Digital healthcare continues to push the boundaries of how healthcare is delivered. Early in the pandemic, telehealth usage surged as consumers and providers sought ways to safely access and deliver healthcare. In April 2020, overall telehealth utilisation for office visits and outpatient care was 78 times higher than in February 2020. But will the telehealth momentum continue in the post-pandemic world?
Strong continued uptake, favourable consumer perception, and tangible investment into this space are all contributing to the continued growth of telehealth. New analysis by Mckinsey indicates that telehealth use in 2022 has increased 38X from the pre-COVID-19 baseline. This step-change, borne out of necessity, was enabled by these factors:
- increased consumer willingness to use telehealth
- increased provider willingness to use telehealth
- regulatory changes enabling greater access and reimbursement.
During the tragedy of the pandemic, telehealth offered a bridge to care, and now it offers a chance to reinvent virtual and hybrid virtual/in-person care models, with the goal of improved healthcare access, outcomes, and affordability.
It is estimated that up to US$250 billion of US healthcare spending could potentially be shifted to virtual or virtually-enabled care. Approaching this potential level of virtual health is not a foregone conclusion. It would likely require sustained consumer and clinician adoption and accelerated redesign of care pathways to incorporate virtual modalities. I believe full-stack consumer health tech companies, operating infrastructure networks of dedicated virtual clinics and cloud pharmacies, are well-positioned to embrace this massive opportunity.
But what does this consumer health tech company look like? Start by imagining that UnitedHealth Group and Google had merged into a new company, and that company has the business model of UHG (a vertically integrated insurer and deliverer of healthcare services) but the sleek consumer experience and brand loyalty of Google. In the past decade, we have seen US-based companies seize this opportunity by building for consumers in healthcare, and many multi-billion dollar full-stack care delivery companies have emerged, including Ro, OneMedical and PillPack.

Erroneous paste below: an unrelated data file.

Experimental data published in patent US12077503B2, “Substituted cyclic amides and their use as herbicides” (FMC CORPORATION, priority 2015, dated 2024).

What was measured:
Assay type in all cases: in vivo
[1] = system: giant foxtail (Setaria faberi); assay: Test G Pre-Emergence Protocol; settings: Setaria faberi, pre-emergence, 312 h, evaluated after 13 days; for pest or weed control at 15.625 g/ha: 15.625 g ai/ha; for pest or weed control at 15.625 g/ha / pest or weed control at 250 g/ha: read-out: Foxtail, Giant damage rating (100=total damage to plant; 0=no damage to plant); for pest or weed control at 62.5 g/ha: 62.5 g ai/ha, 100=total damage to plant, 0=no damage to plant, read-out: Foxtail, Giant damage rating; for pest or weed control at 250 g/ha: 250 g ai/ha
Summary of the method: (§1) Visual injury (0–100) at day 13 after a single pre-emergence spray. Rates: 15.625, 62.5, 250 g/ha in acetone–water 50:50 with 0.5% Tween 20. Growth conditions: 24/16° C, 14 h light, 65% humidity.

In the MENA region, Alma Health is already operating a network of virtual clinics and cloud pharmacies in Abu Dhabi, Dubai, Cairo and Riyadh to simplify the lives of people living with chronic conditions. Alma Health’s users have never been in person to these clinics or pharmacies, yet they received an end-to-end healthcare experience powered through the mobile application. Our rapidly growing company served thousands of out-of-pocket and insured users. Strong continued uptake, favourable consumer perception, the regulatory environment, and strong investment into this space are all contributing to the company’s growth.
Even with these enablers, challenges remain to be worked through to realise the full potential of virtual care in MENA and globally; the need for better data integration and improved data flows across the various players in the ecosystem is essential. There’s also a need for better integration of the virtual health-related activities into day-to-day workflows of clinicians, to enable fully virtual care models. Finally, an alignment of incentives for virtual health activities with the broader movement toward value-based care is needed, to soften the fee-for-service mentality and the worry about reimbursement parity, especially for the virtual health models that aim to reduce cost of care.
Operating a full-fledged virtual care model is quickly evolving. To fully utilise the model, new ways of working among the virtual and brick-and-mortar providers are needed including a step-change improvement in information exchange and broadening access and integration of technology. Innovations around virtual longitudinal care (both primary and specialty), enablement of care at home through remote patient monitoring and self-diagnostics, investment in “digital front doors,” and experimentation with hybrid “online/offline” models will bring new care models for consumers that help achieve healthcare’s ultimate goal of improved clinical outcomes.
The potential impact is improved convenience and access to care, better patient outcomes, and a more efficient healthcare system.
Khaldoon Bushnaq is the CEO and co-founder of Alma Health.
This article appears in the latest issue of Omnia Health Magazine. Read the full issue online today.